2. Other books of the N.T. were written between 54 and 68 A.D. If
Revelation was written at about 95 A.D., this creates an unusually large
gap of more than 25 years between it and the other books. It seems only
reasonable that all 27 books of the New Testament were known and used
long before 95 A.D.
3. The duration phrases "shortly take place" (1:1; 22:6) and "the time
is at hand" (1:3; 22:10) discredit the later date (95 A.D.), for there
are no events following shortly after 95 A.D. that satisfy this description. On the other hand, the impending destruction of Jerusalem in 70 A.D. does.
4. That John was to measure the temple (figuratively) is an indication that it was still standing (11:1 ff). However, if Revelation was written in 95 A.D.,
any mention of the temple would have had no relevance, since it had
been destroyed 25 years earlier.
Also, references to the Jewish temple
(tabernacle) and things related to it suggest that it still existed and
that people were conscious of it: "temple...tabernacle" (13:6; 15:5); "incense...censer" (8:3-5); "golden vials (bowls)" (5:8); "four horns of the
golden altar which is before God" (9:13).
Notice: Nowhere in Revelation
is the suggestion of Jerusalem or the temple no longer existing.
5. Strong Jewish influence still existed and was creating problems for
the church (Smyrna, 2:9; Philadelphia, 3:9), but by 95 A.D., 25 years
after the fall of Judaism, such an influence would have no longer
6. When Revelation was penned there were those who falsely claimed to be
apostles (2:2) which indicates that some apostles were still alive. The
best traditions, however, tell us that all the apostles, with the possible exception of John,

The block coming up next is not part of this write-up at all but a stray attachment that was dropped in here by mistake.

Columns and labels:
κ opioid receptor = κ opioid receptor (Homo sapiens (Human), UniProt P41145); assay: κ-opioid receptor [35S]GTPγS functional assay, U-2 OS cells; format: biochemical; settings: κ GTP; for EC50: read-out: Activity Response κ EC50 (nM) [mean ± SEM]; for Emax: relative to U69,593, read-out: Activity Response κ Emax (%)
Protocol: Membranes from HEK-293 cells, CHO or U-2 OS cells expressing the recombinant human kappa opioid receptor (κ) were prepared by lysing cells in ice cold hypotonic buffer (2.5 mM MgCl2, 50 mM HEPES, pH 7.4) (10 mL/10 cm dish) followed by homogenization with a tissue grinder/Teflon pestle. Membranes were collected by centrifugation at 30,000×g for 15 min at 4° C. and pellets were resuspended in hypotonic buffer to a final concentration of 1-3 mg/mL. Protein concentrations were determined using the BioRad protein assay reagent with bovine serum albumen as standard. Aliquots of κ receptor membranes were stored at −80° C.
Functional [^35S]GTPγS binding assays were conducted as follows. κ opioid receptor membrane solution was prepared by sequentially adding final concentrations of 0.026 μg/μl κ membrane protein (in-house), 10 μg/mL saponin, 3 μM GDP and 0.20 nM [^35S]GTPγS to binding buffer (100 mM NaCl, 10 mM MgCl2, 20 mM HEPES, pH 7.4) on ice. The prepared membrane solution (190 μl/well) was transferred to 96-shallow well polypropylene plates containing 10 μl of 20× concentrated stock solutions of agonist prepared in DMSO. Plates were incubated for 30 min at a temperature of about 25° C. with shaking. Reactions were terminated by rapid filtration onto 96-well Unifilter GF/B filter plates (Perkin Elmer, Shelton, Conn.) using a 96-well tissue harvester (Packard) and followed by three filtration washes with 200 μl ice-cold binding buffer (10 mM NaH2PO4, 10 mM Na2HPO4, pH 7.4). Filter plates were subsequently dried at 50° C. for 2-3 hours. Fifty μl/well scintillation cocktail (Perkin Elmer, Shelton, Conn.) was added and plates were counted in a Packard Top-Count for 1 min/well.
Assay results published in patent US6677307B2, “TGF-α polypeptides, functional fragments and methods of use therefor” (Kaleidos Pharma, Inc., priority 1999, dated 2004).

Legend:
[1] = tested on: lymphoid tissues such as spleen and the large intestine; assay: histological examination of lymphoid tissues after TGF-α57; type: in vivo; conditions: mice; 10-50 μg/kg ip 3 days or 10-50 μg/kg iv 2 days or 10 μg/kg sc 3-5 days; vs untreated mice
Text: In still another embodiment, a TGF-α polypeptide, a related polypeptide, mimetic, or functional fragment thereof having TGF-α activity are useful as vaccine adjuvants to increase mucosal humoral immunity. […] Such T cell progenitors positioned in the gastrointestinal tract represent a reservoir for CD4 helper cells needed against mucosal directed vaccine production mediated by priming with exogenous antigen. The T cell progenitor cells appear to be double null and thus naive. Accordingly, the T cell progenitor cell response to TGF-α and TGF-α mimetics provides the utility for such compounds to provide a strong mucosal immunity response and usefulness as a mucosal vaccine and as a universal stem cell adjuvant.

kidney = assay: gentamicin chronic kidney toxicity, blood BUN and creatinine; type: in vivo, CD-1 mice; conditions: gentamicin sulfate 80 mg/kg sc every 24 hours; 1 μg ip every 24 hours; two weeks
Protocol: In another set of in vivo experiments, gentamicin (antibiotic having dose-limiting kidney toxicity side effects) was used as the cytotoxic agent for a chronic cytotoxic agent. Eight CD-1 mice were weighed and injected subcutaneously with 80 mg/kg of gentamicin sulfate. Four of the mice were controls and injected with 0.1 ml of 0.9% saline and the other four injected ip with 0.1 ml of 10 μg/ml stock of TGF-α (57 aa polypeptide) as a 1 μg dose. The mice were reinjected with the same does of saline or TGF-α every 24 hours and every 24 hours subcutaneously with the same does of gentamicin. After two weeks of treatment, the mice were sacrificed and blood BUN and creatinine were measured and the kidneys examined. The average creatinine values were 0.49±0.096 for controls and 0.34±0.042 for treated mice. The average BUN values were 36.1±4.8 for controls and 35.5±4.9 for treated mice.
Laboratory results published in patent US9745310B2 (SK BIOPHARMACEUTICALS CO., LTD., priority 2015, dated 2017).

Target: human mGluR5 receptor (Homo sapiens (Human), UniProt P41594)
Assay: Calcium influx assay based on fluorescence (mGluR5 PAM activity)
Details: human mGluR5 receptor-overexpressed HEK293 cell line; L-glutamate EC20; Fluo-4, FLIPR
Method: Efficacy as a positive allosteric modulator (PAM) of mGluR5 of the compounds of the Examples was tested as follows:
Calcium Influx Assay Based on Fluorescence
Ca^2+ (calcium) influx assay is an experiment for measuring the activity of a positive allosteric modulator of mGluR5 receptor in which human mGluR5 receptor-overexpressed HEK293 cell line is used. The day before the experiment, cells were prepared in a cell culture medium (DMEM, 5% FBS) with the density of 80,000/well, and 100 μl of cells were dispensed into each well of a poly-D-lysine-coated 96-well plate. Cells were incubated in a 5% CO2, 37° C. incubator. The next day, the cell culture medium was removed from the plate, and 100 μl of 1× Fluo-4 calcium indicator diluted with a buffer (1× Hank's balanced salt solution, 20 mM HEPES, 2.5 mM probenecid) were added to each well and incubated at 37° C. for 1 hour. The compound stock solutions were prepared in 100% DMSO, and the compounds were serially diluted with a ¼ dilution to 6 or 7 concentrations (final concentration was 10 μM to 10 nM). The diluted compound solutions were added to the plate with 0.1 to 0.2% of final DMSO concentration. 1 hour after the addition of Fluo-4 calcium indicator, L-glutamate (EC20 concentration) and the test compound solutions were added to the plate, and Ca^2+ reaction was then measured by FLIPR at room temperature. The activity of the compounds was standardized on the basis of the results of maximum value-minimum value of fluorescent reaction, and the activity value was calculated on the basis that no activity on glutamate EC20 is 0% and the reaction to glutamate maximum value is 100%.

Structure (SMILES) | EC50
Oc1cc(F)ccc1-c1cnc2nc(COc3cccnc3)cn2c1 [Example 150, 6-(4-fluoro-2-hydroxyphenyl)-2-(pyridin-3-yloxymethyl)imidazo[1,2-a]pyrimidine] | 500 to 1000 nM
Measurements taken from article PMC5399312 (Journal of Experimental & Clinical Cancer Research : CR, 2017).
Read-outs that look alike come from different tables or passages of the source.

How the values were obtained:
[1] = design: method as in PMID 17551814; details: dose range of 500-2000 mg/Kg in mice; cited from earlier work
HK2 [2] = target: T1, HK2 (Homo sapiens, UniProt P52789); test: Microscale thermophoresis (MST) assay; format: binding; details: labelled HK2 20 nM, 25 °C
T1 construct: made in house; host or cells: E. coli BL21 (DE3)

died long before 95 A.D. Hence, by 95 A.D. the churches would have been
well aware of this, meaning that any claims to apostleship would have
7. There are clear parallels between statements found in Revelation and
Jesus' prophecies of Jerusalem's fall in Matthew 24.
8. The kings mentioned in Revelation 17:10 help in determining the time
of the writing of this book. Here, seven kings are mentioned. John
wrote: "There are also seven kings. Five have fallen, one is, and the
other is not yet come." Most agree this verse refers to the first seven
emperors of the Roman Empire, beginning with Augustus. These emperors
are, in order:
- Matt. 24:34 "this
generation shall not pass" - - compare with - - Rev. 1:1; 22:6 "shortly take place"
- Matt. 24:21 "great tribulation" - - compare with - - Rev. 1:9; 3:10; 7:14 "tribulation"
- Matt. 24:2 Jerusalem "thrown down" - - compare with - - Rev. 18:21 "with
violence shall the great city be thrown down"
- Matt. 24:15-21 "let them which be in Judea flee to the mountains" - - compare with - - Rev.12:6 "And the woman fled into the wilderness"
Notice that John writes that "five have fallen," that is, they have
died. These five would be Augustus, Tiberius, Caligula, Claudius and
Nero. He then writes the key words, "one is." Accordingly, the sixth
king, Vespasian, was on the throne when John was writing Revelation.
(Another view says that the first emperor was Julius Caesar. If this
view is accurate, it would make Nero the sixth king.) At any rate, an
earlier date near 70 AD seems to best suit the internal evidence of the
- Augustus (30 BC - 14 AD)
- Tiberius (14 - 37 AD)
- Caligula (37 - 41 AD)